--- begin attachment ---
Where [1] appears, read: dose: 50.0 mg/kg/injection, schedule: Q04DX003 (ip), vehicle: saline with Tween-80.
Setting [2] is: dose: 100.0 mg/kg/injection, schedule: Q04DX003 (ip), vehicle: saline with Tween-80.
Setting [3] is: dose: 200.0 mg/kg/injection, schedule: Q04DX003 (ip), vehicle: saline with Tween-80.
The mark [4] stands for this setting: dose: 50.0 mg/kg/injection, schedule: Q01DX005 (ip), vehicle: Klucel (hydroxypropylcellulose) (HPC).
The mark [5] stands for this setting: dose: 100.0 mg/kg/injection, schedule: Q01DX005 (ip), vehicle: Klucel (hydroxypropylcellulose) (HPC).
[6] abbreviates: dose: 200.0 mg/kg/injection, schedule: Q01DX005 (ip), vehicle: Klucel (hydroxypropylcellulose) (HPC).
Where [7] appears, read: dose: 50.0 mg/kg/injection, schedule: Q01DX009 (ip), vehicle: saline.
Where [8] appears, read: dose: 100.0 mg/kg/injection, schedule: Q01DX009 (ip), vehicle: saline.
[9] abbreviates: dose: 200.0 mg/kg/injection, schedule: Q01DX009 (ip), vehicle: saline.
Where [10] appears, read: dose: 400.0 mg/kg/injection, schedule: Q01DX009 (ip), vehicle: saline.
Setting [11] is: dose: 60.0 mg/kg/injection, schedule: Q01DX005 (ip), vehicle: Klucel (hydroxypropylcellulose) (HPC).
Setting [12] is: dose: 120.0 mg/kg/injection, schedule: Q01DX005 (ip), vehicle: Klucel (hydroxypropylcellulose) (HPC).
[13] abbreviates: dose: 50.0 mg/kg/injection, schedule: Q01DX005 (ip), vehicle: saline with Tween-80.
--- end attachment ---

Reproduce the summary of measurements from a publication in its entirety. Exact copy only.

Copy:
Where [1] appears, read: dose: 50.0 mg/kg/injection, schedule: Q04DX003 (ip), vehicle: saline with Tween-80.
Setting [2] is: dose: 100.0 mg/kg/injection, schedule: Q04DX003 (ip), vehicle: saline with Tween-80.
Setting [3] is: dose: 200.0 mg/kg/injection, schedule: Q04DX003 (ip), vehicle: saline with Tween-80.
The mark [4] stands for this setting: dose: 50.0 mg/kg/injection, schedule: Q01DX005 (ip), vehicle: Klucel (hydroxypropylcellulose) (HPC).
The mark [5] stands for this setting: dose: 100.0 mg/kg/injection, schedule: Q01DX005 (ip), vehicle: Klucel (hydroxypropylcellulose) (HPC).
[6] abbreviates: dose: 200.0 mg/kg/injection, schedule: Q01DX005 (ip), vehicle: Klucel (hydroxypropylcellulose) (HPC).
Where [7] appears, read: dose: 50.0 mg/kg/injection, schedule: Q01DX009 (ip), vehicle: saline.
Where [8] appears, read: dose: 100.0 mg/kg/injection, schedule: Q01DX009 (ip), vehicle: saline.
[9] abbreviates: dose: 200.0 mg/kg/injection, schedule: Q01DX009 (ip), vehicle: saline.
Where [10] appears, read: dose: 400.0 mg/kg/injection, schedule: Q01DX009 (ip), vehicle: saline.
Setting [11] is: dose: 60.0 mg/kg/injection, schedule: Q01DX005 (ip), vehicle: Klucel (hydroxypropylcellulose) (HPC).
Setting [12] is: dose: 120.0 mg/kg/injection, schedule: Q01DX005 (ip), vehicle: Klucel (hydroxypropylcellulose) (HPC).
[13] abbreviates: dose: 50.0 mg/kg/injection, schedule: Q01DX005 (ip), vehicle: saline with Tween-80.